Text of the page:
Design for Invisibility

“Designing for Invisibility”, seeks to imagine new design paradigms that are cognizant of the interplay between the formal and informal. The goal of this project is studying invisible work and practices in more depth and in the process helping design for marginalized groups that purposely seek to remain invisible.

There are trade-offs between visibility and invisibility - individuals seek privacy and anonymity. In terms of informal economies, visibility can inhibit experimentation and creativity, but, on the other hand, also help with accountability. When we look at marginalized groups looking to avoid the panoptic gaze of the state, invisibility becomes intrinsically intertwined with their political, social, and economic freedom.

HCI studies (with the exception of privacy studies) do not deal with surveillance and the state as a context for technology use. How do people maintain invisibility within highly complex infrastructural environments? Often dominated by western values of design, studies assume a liberal democratic environment - which is not the case in many countries in the Global South (and parts of the Global North). How can HCI design work under state imposed surveillance?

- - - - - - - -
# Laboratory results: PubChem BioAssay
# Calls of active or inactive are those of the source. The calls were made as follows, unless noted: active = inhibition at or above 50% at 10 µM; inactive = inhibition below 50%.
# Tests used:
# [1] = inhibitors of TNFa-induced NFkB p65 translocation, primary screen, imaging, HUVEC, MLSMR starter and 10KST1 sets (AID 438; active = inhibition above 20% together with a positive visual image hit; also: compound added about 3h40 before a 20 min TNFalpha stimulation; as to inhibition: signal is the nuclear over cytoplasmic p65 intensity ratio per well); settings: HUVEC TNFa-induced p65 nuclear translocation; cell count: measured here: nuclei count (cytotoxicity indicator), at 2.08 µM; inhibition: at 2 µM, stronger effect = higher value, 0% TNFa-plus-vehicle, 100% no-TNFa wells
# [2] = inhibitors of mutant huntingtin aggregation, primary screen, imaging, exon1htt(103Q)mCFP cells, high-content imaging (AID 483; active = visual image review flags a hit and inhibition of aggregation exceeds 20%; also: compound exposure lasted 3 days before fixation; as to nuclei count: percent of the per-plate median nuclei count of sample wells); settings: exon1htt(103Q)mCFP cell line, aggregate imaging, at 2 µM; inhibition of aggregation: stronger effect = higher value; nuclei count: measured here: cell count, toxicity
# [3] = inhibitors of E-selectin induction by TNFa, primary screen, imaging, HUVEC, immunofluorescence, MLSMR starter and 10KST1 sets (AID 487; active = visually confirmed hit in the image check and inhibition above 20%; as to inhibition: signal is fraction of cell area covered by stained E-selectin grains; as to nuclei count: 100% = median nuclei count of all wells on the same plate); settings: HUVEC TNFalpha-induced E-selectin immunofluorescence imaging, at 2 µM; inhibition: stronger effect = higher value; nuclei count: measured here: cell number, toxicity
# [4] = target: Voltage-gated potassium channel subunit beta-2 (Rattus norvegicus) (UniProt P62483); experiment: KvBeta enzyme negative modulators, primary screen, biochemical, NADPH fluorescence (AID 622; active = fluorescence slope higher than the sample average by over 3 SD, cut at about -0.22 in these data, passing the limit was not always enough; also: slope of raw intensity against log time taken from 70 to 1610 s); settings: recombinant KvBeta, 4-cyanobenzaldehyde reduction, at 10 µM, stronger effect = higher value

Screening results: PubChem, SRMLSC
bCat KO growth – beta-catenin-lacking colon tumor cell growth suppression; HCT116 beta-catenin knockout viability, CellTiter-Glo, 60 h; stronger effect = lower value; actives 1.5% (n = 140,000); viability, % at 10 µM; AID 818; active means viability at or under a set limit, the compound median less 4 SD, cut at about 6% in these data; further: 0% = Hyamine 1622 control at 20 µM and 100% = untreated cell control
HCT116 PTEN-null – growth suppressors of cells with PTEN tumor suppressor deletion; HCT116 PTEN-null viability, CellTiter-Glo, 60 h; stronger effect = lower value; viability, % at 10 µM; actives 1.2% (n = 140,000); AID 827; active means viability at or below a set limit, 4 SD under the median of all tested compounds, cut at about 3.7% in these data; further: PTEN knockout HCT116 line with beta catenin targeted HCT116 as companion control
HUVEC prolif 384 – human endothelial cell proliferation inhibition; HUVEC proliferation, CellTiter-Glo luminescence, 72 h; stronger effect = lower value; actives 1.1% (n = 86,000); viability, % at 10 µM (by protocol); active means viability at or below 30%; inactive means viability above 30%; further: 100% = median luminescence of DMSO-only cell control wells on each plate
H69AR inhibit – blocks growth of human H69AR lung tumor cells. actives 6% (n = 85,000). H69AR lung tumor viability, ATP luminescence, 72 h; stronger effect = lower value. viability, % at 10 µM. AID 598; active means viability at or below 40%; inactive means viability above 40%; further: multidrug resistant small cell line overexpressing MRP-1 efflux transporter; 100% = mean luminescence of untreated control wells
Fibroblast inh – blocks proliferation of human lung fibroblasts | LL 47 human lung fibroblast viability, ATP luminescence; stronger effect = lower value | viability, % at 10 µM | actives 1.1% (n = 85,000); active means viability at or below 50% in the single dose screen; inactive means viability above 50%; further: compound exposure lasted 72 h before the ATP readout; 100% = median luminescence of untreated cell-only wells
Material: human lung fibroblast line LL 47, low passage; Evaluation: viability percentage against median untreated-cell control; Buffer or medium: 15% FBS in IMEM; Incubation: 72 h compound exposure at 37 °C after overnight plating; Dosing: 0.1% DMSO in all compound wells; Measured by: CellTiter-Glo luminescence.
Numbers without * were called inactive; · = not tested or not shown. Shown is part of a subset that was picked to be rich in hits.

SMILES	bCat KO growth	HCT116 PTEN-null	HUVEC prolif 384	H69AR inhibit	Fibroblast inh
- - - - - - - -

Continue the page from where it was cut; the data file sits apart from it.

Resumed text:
1. Chandra, P. (2017). Informality and invisibility: Traditional technologies as tools for collaboration in an informal market. In Proceedings of the 2017 CHI Conference on Human Factors in Computing Systems (pp. 4765-4775).
  2. Social obfusctation and Communication Practices (Project in Progress)
Priyank Chandra
Postdoctoral Fellow

I study design and informality focusing on communities who live on the margins.